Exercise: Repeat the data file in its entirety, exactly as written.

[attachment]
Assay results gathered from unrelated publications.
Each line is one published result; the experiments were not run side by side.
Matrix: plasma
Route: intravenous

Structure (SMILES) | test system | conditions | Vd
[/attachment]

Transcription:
Assay results gathered from unrelated publications.
Each line is one published result; the experiments were not run side by side.
Matrix: plasma
Route: intravenous

Structure (SMILES) | test system | conditions | Vd